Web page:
But they’ll be around; just a fainter version.

Dead celebrities would be the best people to take to a party.

Even better than live celebrities.

Some issues here¬†for Hollywood agents. Who to put where on the circuit? You’ve got your A list celebrities. your B list and ¬†now your Dead List.

Does¬†Joan Rivers get one of the most coveted lanyards to the Oscars? Or is this seen as a snub to those who didn’t die and become useless to the industry. Who’s accorded seniority? Rivers or Close/Keaton/Streep

Still! Dead celebrities won’t drink once they figure out they look stupid¬†when the liquid drains right through and end up on the floor.

More for the rest of us.

Unfortunately they won’t be able to play the role of sober driver because of the limiting factors of being non corporeal.

The gag possibilities are endless. Imagine being pulled over. Sheriff: “Blow into this breathalyser. Patrick Swayze: ¬†” I’ve got one problem.”Sheriff: “Hey aren’t you that guy out ¬†of, what’s that movie”?

Patrick: ” Ghost. That’s my problem”.

So this year.  spare a thought for the non-working dead celeb who passed in 2014.

It’ll be hard not too.

Robin Williams in 2011. Photo courtesy of Wikipedia.

Robin Williams in 2011. Photo courtesy of Wikipedia.



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We wind up Christmas Eve playing Ticket to Ride with our oldest son. He’s in fifth grade and not easily¬†fobbed off when he asks the awkward questions. ¬†He’s too old to be called a child but too young to treat as an adult. And the faith is strong in this one. Proudest moment of my life ¬†was this time last year when he declared: ” Mom I’m the only fourth grader who actually believes in Santa!” He said this with pride and not a hint of disbelief in the existence of magical creatures.

This elaborate ritual¬†glorifying the wonder of¬†childhood is Christianity’s¬†greatest triumph. Other than taking the art of brewing beer to it’s highest level¬†that is.

I lose Ticket To Ride and the guys wind me up. I’m fiercely competitive so it’s easy. We have some laughs and¬†my son¬†and I fight over who’s going to post Team America to my Facebook feed.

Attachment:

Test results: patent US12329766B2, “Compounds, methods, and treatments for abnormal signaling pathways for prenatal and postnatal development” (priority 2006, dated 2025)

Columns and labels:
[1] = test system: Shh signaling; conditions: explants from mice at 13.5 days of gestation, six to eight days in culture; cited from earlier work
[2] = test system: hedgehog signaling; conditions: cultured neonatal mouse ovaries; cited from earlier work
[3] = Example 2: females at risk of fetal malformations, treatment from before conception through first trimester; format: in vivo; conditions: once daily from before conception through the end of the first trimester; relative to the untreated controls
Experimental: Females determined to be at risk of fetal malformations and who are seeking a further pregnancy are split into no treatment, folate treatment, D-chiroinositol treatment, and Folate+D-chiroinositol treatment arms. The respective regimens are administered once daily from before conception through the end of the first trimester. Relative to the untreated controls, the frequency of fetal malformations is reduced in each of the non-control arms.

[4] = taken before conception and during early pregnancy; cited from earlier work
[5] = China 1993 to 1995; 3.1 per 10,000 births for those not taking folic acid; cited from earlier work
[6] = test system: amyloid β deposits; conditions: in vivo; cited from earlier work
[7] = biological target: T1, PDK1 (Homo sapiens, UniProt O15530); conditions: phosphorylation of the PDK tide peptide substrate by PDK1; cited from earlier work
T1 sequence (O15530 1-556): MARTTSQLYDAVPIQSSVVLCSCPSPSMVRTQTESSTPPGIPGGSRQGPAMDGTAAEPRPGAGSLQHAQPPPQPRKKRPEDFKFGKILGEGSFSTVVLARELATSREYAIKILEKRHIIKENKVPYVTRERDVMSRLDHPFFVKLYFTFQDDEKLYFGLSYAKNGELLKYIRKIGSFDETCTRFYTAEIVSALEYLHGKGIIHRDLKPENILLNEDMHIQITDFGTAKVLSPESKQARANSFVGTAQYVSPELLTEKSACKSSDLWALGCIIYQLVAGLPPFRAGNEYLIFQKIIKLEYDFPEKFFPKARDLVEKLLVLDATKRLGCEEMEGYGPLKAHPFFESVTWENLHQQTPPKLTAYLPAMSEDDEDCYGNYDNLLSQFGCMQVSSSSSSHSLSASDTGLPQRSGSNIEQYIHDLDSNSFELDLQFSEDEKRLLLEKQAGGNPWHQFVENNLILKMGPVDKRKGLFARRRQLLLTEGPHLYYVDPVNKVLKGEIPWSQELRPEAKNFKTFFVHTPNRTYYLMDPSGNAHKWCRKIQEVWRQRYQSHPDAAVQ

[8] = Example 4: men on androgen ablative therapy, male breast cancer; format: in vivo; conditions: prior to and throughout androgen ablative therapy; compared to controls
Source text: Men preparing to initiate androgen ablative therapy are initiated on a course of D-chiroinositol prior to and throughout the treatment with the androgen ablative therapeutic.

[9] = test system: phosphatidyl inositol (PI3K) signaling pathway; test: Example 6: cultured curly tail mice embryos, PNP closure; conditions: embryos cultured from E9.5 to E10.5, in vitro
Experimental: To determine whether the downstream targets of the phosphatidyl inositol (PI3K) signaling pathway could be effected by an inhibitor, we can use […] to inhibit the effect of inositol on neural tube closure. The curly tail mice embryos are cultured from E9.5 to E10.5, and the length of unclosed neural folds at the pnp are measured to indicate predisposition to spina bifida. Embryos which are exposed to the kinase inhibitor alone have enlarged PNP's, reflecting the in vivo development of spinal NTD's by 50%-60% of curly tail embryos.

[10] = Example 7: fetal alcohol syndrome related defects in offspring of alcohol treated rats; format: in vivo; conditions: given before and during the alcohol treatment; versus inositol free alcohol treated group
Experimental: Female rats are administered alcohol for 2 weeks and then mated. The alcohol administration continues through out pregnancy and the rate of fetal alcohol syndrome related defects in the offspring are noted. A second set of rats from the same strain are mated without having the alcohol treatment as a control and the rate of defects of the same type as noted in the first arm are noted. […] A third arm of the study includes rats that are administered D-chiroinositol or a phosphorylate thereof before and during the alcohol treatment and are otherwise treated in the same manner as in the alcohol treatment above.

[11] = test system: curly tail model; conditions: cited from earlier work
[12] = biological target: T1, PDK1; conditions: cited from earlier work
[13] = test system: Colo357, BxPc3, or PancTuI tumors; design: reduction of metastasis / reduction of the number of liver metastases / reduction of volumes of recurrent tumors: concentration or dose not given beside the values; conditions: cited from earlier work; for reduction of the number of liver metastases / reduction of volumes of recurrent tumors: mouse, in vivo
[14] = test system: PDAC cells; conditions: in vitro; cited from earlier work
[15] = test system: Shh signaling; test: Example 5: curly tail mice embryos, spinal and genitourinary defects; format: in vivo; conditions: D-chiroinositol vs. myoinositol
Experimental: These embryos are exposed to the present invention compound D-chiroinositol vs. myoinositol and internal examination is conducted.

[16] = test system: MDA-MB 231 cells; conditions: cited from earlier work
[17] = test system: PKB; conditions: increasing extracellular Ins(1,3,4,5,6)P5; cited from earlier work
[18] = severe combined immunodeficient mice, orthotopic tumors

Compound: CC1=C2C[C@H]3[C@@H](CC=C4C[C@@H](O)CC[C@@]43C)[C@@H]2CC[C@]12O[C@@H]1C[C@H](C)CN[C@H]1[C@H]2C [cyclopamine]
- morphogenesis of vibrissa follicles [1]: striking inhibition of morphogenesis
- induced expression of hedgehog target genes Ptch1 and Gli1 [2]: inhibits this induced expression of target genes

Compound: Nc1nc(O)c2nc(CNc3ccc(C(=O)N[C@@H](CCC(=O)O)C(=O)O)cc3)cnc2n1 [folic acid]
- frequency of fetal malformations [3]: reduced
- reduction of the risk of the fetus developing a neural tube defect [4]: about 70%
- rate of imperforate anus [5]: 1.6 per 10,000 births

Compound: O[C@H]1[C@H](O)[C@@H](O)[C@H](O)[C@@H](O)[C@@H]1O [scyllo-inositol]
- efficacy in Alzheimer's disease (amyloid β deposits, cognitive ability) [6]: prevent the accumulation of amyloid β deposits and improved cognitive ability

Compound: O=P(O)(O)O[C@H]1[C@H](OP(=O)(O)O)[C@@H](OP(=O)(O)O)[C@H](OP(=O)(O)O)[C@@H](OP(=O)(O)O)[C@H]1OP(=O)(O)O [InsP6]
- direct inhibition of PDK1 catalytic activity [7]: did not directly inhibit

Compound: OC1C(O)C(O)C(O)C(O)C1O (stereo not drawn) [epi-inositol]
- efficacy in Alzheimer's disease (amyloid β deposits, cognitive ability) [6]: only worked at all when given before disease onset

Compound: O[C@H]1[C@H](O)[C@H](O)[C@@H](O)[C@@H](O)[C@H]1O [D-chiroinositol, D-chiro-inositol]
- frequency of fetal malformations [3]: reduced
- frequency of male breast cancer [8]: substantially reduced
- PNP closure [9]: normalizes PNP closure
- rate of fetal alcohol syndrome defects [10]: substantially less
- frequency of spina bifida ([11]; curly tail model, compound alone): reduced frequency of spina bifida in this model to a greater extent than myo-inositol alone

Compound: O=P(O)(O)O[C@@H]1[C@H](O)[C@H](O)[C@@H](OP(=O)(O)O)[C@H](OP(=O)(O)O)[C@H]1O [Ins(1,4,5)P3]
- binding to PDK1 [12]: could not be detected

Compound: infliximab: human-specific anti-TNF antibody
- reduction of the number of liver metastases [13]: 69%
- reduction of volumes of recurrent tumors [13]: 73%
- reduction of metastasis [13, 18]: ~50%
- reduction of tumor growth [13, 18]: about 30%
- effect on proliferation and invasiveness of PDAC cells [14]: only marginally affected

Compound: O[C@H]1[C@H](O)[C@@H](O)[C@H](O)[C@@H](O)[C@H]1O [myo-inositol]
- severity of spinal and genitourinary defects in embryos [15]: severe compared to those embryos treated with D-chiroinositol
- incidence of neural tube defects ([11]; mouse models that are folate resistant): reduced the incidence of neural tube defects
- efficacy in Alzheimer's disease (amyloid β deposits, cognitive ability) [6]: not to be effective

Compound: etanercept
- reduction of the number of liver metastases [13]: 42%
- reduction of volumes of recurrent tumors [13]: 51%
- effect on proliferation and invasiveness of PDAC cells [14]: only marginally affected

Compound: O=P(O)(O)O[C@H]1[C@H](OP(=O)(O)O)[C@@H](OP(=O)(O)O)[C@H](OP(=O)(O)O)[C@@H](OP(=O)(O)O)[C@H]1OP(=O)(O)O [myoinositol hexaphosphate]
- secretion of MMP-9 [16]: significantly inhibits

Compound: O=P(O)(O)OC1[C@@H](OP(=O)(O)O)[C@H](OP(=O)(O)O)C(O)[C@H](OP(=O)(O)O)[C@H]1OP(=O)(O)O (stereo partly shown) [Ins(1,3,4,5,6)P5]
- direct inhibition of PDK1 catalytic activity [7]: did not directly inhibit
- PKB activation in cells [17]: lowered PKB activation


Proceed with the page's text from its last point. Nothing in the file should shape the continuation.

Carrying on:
My cousins back in New Zealand ¬†rise to the occasion and post “New Zealand Whaka Yeah”.

Whaka is a Maori word; a grammatical particle. One reason why as a culture we don’t take ourselves too seriously. Our native language sounds like a cuss fest but you know it’s not because we’re smiling as we speak.
It’s when you see the whites of our eyes you need to move back. Slowly.

We’re a self conscious culture as opposed to a confident culture but we cook a mean roast dinner and our nation was settled with a whole lot of mutual arse kicking.

New Zealand scenery is out of this world. I grew up on a movie set and had no idea. I was born in the most beautiful country and I now live in the most beautiful country. This is the duality of national pride I am blessed with this Christmas.

Belief is a mindset you can re adopt as an adult. The proof is in the giving. Stop Believing and all you receive for Christmas is socks and undies .
Maintain your level of Belief and anything is possible. Unless you are dealing with Wellington City Council (NZ) but that is another story.

Christmas Eve Yeah!

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How awesome is Christmas Eve! Filled with magic and bonhomie. I pat myself on the back for just being human! For being an awesome enough species that evolution bought us to the point where society is geared around supplying young children with the thrill of eagerly awaited sacks of gifts from a magical entity. Different cultures faiths have different variants. Well mostly. It must suck to be a Jehovahs witness child at this time of the year.

Thankfully I’m about as pagan as they come. I take all the good bits and leave aside the rest. I love the rituals and that there are strong and loving souls who¬†who preach messages of love and faith to and on behalf of the rest of us. They feed the poor, the homeless and keep the Good Ship of Humanity on a true course.

And if the religion doesn’t prohibit the consumption of alcohol that’s a bonus.

Speaking of which. I seem to have become taste blind to Chardonnay. I may have to get inventive.

Pisco Sour made using Peru's national spirit the grape brandy Pisco. Mojitos are so old school.

Pisco Sour made using Peru’s national spirit the grape brandy Pisco. Mojitos are so old school.







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Presents wrapped. Wine poured and put aside for the moment. I’m too busy putting last minute touches to the table settings to relax just yet. I love the Holidays!

As I reflected on in my ¬†previous post.¬†Christmas can be overwhelming for immigrants to America.¬†¬†If there is any time you’re going to get a rush of culture shock it is during the most important holidays of the year.

I was talking with a friend from Boston recently. We were discussing how it’s amazing how different two English speaking cultures can be.

After my experiences here, I am convinced my native country New Zealand speaks an English dialect. It’s moved on from an accent to a dialect! I could do an ongoing series of posts on this.

This week I was at Safeway for the third time to upend my wallet into their tills. Here in America the millstones of commerce grind slow but they grind exceedingly small.